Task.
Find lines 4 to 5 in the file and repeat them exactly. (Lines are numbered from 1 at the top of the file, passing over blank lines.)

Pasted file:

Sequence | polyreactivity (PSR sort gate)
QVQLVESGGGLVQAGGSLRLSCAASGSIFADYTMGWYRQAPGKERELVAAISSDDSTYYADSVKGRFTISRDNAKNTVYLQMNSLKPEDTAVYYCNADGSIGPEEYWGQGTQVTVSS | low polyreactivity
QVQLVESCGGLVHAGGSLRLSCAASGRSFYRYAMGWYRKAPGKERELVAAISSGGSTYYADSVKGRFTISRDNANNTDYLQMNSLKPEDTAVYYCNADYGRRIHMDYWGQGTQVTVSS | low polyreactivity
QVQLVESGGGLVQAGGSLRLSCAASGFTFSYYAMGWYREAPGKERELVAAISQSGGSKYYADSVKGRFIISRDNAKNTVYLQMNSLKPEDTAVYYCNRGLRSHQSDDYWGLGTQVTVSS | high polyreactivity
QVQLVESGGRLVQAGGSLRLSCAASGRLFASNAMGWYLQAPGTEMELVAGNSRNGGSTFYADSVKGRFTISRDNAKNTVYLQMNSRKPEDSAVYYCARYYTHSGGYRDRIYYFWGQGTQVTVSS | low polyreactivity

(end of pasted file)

QVQLVESGGGLVQAGGSLRLSCAASGFTFSYYAMGWYREAPGKERELVAAISQSGGSKYYADSVKGRFIISRDNAKNTVYLQMNSLKPEDTAVYYCNRGLRSHQSDDYWGLGTQVTVSS | high polyreactivity
QVQLVESGGRLVQAGGSLRLSCAASGRLFASNAMGWYLQAPGTEMELVAGNSRNGGSTFYADSVKGRFTISRDNAKNTVYLQMNSRKPEDSAVYYCARYYTHSGGYRDRIYYFWGQGTQVTVSS | low polyreactivity